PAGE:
Last year, when the 30th anniversary of my friend Curtis’ death was coming up, I set out on a journey of healing, to clean out whatever vestiges of internal emotional and psychological damage that might be stopping me from living a full life today. I trusted that if I thought again about Curtis, I would learn something valuable about myself. And as a writer and artist, I knew that I would express myself in appropriate ways.

In this series for the Open to Hope Foundation, I’ve shared some writing that has flowed from recent conversations I’ve had. The writing has flowed in the form of poetry, monologues, short plays, and then scenes which became longer plays.

As the output continues to occur, I believe all the more what I always tell my playwrighting clients, and others who are seeking to heal from an emotional wounds: If you give yourself time and an outlet, the healing will come. I feel so refreshed, knowing that I am facing my fears and my past, in a safe manner, and that I can actually process any new information that I uncover from friends and family who knew Curtis.

Two months ago, as the 31st anniversary of his death approached, I wrote a letter to him as a means of furthering my healing. This sentence ended my very first paragraph: “You were my safe house.”

I returned to that phrase a day or so later when a poem poured out of me. I named it “Room” to signify that my friendship with him was something that I really depended on. I don’t know whether I could have understood this when I was a teen. Perhaps it took three decades of searching to be able to feel and express this inner truth.

I think also that the mind/body’s processors get damaged after an emotional or physical trauma, and they need time and distance to heal. Sometimes we don’t understand the obvious, and sometimes we do understand what seems inscrutable.

And so my message today is that we should always keep trying to move toward healing. Some things take years to understand, and that’s okay. I do believe that healing comes when we seek it even if it’s just moving toward acceptance of our own mortality.


You were my safe house.

One skin, two hearts.

One home, two souls.

How could it last?

A body is fleeting

Immortality lasts only in the mind.

And one fragile shelter

Cannot stand forever.

Anne Hamilton, © May 2, 2010 All rights reserved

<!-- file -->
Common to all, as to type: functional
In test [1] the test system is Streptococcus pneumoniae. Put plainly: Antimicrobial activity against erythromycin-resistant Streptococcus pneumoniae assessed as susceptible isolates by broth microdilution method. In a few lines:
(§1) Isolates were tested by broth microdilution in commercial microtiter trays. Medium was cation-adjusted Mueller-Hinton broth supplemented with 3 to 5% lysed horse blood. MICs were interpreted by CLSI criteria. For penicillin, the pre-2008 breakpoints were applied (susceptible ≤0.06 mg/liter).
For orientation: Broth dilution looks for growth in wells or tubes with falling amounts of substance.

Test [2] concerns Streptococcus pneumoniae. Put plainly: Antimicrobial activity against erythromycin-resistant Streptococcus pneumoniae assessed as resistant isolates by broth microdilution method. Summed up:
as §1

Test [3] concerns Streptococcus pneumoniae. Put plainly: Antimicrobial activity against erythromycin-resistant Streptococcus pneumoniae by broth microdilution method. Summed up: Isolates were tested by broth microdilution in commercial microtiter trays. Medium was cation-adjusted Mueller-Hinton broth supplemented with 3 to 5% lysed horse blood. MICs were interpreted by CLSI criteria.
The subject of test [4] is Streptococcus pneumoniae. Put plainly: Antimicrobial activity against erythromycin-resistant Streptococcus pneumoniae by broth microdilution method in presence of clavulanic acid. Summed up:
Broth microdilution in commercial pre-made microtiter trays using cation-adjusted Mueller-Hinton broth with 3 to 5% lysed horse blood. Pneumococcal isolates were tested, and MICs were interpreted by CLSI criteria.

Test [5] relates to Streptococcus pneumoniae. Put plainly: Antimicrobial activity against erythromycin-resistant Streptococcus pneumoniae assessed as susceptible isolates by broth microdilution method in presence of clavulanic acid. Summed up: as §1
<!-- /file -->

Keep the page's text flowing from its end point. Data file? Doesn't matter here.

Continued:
Anne Hamilton is an award-winning Columbia University graduate and the Founder of Hamilton Dramaturgy. Anne’s plays ANOTHER WHITE SHIRT and THE STACY PLAY “ A LOVE SONG” VOLUME I are now showing in TRANSITIONS, a juried virtual exhibit at Pen and Brush in New York City  ( through September 3rd. To ask Anne for help on developing your own play, screenplay, poetry, fiction or non-fiction, please contact her at

Tags: ,

Anne Hamilton

Anne Hamilton is an NYC-based freelance dramaturg and the Founder of Hamilton Dramaturgy, an international consultancy. She created Hamilton Dramaturgy’s TheatreNow!, where she hosts and produces an oral history podcast series of important theatre women working in America. Anne has dramaturged for Andrei Serban, Michael Mayer, Lynn Nottage, NYMF, Niegel Smith, Classic Stage Company, and the Great Plains Theatre Festival, among others. She is also an award-winning playwright. Her chapter, “Freelance Dramaturgs in the 21st Century: Journalists, Advocates, and Collaborators” appears in The Routledge Companion to Dramaturgy. She was a Bogliasco Foundation Fellow, won the Dean’s Prize for Dramaturgy at Columbia University School of the Arts, and holds dual citizenship in Italy and the United States. Anne lost her best friend Curtis in a head-on car accident in 1979, two weeks after his high school graduation. Her emotional life became frozen and she has spent the last thirty-two years exploring all areas of self-expression, particularly through stage plays, poetry, theatre, art, and music. She is currently developing her own chamber-play-with-dance entitled ANOTHER WHITE SHIRT, about the way that grief moves through the body.

More Articles Written by Anne